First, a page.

Cosa fare e cosa non fare con l'Aceto Balsamico

DOs and DON'Ts of Balsamic Vinegar


Dos and Don'ts of Balsamic Vinegar

Those who have indulged in good quality balsamic vinegar know there is nothing else like it in this world. Explosively flavorful. Intense. Richly sweet and complexly tart. Velvety, with subtle elements of figs, molasses, prunes, and caramel. 

Yeah. All that in one drop of one of the world’s most sought-after elixirs.

Add to that the fact that it’s aged like wine for up to 50 years, and it’s no wonder high-end balsamic vinegar costs and arm and a leg.

If you’re going to spend significant money on balsamic vinegar, then you should definitely know howand how not—to use it. Are these hard and fast rules? Nope. The only hard and fast rule of food is: if you like it, enjoy it. But there are certainly guidelines set out by the experts that we can all learn from.


Traditional vs. Non-Traditional

First, some basic information. Balsamic vinegar’s flavor, like wine, improves with age until it reaches the minimum age where it can be labeled “traditional”—12 years in the barrel. But…also like wine, there are other balsamic vinegars on the market that are perfectly usable and very tasty, but younger. After all, you may like $90 vintage wine, but there are some really good $12 table wines out there too.

Just to be clear, what we’re talking about in this blog is the traditional stuff that meets the standards of time-tested perfection.


The Don’ts

If balsamic vinegar is so wonderful, why would there be any don’ts? Well, why do some recipes call for baking powder as opposed to baking soda? Why isn’t everything covered with chocolate syrup when chocolate is so good? Because cooking is partially chemistry. Elements of one ingredient or food interact with elements of another ingredient or food and sometimes make combinations that don’t work real well or taste real great. This is the case with balsamic vinegar, even as wonderful as it is.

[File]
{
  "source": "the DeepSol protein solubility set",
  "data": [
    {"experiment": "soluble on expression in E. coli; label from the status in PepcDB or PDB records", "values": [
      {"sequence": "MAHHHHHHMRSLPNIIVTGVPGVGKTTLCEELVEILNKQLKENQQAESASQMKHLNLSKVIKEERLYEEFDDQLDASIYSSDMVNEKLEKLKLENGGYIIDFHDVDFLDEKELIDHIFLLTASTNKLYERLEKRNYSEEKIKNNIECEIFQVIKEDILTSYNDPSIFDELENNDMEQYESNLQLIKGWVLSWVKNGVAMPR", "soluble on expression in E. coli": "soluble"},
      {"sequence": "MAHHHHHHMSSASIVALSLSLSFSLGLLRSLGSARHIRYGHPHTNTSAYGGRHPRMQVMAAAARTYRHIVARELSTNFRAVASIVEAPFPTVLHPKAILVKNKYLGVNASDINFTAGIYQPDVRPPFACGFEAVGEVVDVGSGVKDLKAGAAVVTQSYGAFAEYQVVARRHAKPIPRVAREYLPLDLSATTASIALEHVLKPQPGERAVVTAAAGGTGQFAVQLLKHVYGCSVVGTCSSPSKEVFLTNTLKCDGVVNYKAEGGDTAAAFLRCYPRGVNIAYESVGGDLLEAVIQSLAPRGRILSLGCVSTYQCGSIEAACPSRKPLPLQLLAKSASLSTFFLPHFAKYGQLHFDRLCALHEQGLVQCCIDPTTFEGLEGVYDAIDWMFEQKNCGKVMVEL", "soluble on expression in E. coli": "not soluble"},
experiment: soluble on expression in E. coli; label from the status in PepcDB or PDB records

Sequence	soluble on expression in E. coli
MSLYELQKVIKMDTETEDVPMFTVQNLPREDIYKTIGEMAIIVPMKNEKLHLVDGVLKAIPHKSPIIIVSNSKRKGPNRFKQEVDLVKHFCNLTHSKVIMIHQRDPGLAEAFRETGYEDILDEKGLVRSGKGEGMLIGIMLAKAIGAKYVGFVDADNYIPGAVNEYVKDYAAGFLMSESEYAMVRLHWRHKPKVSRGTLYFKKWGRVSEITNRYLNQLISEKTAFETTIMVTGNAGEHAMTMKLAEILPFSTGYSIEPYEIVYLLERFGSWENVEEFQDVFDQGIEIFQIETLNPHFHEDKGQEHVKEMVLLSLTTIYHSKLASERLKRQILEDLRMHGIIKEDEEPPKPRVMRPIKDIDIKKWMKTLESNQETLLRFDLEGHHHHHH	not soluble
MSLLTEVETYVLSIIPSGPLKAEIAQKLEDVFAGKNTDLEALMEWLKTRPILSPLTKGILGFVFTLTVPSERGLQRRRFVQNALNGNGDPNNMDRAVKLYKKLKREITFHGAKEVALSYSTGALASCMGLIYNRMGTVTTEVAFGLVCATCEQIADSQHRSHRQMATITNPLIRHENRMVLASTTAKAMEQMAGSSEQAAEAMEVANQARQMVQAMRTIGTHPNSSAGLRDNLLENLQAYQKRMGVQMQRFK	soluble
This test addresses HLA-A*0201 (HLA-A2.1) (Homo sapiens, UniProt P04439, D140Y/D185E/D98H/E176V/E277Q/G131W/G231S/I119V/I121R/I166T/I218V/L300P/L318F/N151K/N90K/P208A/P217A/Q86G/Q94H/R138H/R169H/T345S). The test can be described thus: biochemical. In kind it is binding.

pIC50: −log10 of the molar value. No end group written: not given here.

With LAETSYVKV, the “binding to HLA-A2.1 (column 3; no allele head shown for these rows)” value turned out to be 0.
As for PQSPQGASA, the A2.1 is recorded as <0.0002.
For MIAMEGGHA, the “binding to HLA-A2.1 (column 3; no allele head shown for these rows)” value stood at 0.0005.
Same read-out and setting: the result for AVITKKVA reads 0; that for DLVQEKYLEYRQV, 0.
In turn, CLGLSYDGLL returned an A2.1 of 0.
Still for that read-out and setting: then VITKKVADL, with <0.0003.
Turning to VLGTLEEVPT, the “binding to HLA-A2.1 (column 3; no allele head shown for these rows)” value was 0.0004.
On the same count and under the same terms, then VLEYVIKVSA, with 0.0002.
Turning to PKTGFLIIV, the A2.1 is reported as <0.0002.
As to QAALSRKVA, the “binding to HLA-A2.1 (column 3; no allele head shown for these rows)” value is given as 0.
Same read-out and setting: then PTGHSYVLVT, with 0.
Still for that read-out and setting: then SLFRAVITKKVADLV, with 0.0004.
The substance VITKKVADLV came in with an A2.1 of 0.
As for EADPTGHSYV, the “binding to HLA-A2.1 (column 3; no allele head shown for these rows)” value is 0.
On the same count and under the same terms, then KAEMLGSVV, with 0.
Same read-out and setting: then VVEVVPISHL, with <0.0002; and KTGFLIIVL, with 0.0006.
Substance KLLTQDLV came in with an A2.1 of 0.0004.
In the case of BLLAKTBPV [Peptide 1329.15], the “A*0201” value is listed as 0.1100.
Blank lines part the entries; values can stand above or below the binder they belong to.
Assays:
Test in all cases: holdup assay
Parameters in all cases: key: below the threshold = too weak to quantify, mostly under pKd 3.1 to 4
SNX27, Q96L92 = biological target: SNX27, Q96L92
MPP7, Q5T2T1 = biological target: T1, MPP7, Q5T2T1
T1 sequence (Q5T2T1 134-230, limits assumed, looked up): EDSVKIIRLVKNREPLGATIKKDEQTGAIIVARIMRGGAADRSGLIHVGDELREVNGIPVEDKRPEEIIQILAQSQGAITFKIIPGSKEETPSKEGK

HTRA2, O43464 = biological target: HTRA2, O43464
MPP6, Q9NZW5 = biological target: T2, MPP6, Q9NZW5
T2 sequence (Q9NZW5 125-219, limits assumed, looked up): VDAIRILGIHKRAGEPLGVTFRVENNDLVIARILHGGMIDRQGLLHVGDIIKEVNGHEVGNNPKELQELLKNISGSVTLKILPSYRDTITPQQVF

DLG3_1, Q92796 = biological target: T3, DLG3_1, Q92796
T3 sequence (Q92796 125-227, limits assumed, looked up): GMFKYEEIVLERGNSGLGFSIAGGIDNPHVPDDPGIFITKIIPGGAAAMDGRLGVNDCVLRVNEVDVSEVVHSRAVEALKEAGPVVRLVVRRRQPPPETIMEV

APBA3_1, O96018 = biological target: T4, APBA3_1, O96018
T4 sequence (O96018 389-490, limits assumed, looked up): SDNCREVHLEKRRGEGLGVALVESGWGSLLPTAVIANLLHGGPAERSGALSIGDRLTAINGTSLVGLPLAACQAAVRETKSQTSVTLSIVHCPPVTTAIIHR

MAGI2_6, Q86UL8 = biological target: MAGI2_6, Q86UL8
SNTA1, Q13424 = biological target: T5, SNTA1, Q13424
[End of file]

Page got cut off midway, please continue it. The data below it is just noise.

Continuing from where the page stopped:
• Don’t use it as part of a meat marinade. It isn’t particularly flattering to either the taste of the meat or the vinegar.
  • Don’t use it when the cooking process will expose the vinegar to excessive heat. The vinegar will break down and lose its glorious flavor. You don’t want that!
  • Don’t use it on everything. It is a truly unique taste. Don’t drown everything on your plate in balsamic. Pick a dish.


The Dos

 The good news about balsamic vinegar is that it comes with lots of dos!

  • Do keep it fresh and simple. Mash an avocado and mix it with some good balsamic and you have a creamy salad dressing to die for.
  • Do use it as a finishing flavor. Whether its vegetables or meat, balsamic shines when its flavor hasn’t been overheated. If you want to use it to finish a pork filet or a nice risotto, add it right at the end of the cooking time. Add about a teaspoon per person.
  • Do let it shine against sharp cheeses, seasonal fruits and berries, or creamy desserts. Let the beautiful contrasts stand out!
  • Do check to see if a company produces both “traditional” and non-traditional balsamic vinegars. If they produce a traditional, then their non-traditionals will be good too—just not aged as long. Take advantage when you find that type of quality in a company and buy there.

Ice cream. Cold beverages. Panna cotta. Summer peaches. Ripe melon. Feta. The list of places to drizzle balsamic vinegar seems never-ending.

"Old Town Olive"

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